Creating Campaigns: EQAT's Process of Discernment
On March 2, 2015, PNC Bank said it would give up financing mountaintop removal coal mining. The New York Times and the Guardian joined other media outlets in announcing the outcome of EQAT’s campaign demanding that PNC "Bank Like Appalachia Matters!" (BLAM!)
The final phase of the campaign included Quakers taking coordinated action in over a dozen states from Florida to Wisconsin to Massachusetts and down the Eastern Seaboard. EQAT (pronounced "Equate") coordinated 125 actions in the course of its five-year campaign.
In June, 2015, EQAT’s board settled on its next campaign: to challenge energy companies to take responsibility for creating jobs and benefitting poor communities by making a major shift to relying on locally generated solar power for electricity, beginning with PECO, a utility in eastern Pennsylvania.
EQAT’s discernment process, however, had already begun five months before PNC’s March announcement. The group believed that PNC, the seventh-largest bank in the U.S., was ready to change.
At first EQAT simply asked a board member to become the "point person" for conversations about the next campaign. At that point—September 2014—the organization was preparing decentralized training and organizing to raise the stakes for PNC, building upon the wide participation of Quakers and others during FGC’s Gathering in confronting PNC headquarters in Pittsburgh in July. EQAT had already organized nearly a hundred actions in the Middle Atlantic States, and now wanted to show PNC that Friends across a larger swath of the bank’s footprint were concerned enough to mount actions.
Conversations in living rooms about the next campaign led to an online discussion on EQAT-Discuss, the group’s lively dialogue venue that includes a larger geographical area. EQAT’s board then transferred the job of guiding the process to the Next Campaign Core Team, a group of volunteers assisted by EQAT’s two staff members.
EQAT members eagerly participated in a session in which the group grounded itself in its primary values, including the intersection of climate justice with economic justice. Another contextual exercise was discussing the pluses and minuses of EQAT as an action organization: its strengths, weaknesses, and areas where members wanted to develop new capacity.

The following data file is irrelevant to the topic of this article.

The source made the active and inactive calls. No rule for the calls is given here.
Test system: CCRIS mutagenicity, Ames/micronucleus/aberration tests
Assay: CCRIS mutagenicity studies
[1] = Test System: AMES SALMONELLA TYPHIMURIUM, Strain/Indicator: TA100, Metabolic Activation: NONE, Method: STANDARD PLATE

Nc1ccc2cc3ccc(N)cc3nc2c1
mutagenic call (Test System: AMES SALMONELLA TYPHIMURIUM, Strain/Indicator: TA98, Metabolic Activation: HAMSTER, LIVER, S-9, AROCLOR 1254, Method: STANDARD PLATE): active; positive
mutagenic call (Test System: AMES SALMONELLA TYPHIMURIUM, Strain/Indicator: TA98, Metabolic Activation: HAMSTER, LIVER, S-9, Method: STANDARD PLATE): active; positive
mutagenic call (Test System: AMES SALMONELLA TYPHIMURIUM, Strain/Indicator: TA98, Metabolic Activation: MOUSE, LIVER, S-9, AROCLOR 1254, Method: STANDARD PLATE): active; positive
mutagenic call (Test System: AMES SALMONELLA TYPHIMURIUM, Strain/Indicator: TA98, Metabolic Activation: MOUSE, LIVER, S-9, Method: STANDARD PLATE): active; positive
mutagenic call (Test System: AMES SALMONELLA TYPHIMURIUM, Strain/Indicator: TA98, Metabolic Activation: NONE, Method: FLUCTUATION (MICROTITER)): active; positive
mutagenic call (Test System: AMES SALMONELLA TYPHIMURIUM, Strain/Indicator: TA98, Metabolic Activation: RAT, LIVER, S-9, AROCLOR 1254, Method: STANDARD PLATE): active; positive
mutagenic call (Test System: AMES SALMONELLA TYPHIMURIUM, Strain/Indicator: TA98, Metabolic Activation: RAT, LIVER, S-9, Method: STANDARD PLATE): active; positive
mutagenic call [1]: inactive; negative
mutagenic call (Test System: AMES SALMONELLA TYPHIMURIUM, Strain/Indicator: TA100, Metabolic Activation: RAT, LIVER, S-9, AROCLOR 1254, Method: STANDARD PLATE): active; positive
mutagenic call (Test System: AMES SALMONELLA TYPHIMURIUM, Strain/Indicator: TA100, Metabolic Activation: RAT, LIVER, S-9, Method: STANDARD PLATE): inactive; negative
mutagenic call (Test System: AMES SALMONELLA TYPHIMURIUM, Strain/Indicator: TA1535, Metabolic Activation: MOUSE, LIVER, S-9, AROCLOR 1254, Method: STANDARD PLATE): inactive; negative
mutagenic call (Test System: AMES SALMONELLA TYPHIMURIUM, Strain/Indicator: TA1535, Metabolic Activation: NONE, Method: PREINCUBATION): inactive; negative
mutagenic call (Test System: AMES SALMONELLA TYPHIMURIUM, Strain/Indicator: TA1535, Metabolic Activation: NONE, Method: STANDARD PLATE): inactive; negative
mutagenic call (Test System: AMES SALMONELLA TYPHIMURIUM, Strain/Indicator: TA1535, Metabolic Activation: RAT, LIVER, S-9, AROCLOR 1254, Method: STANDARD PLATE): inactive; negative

Wary of a process that might become too linear and leave out the creativity that invites Spirit-led intuition, an EQAT session at Haverford College included a chaotic outburst of Post-Its with brainstormed ideas!
EQAT is aware that its organizational culture suffers from limitations imposed by the previous socialization of its members, especially race, class, and gender. Such limitations are barriers to fully discerning the divine presence. For that reason EQAT turns to external facilitators to assist the group to expand its cultural boundaries and dissolve inherited rigidities. As part of the Next Campaign process, Training for Change facilitator Erika Thorne led a large session focused on racism, which in turn led to follow-up activities including Erika coaching EQAT leadership.
A variety of issues
As the spring of 2015 lengthened, individual members advocated a variety of issues for the next campaign: fracking, pipelines, freight trains carrying tar sands oil, the destruction of rainforest in Indonesia for palm oil, making the electrical grid sustainable, and others. The Core Team formalized consideration of these by encouraging subgroups to form to do research, using EQAT’s monthly general meeting as an opportunity to recruit new volunteers. Staff members were available to assist researching members.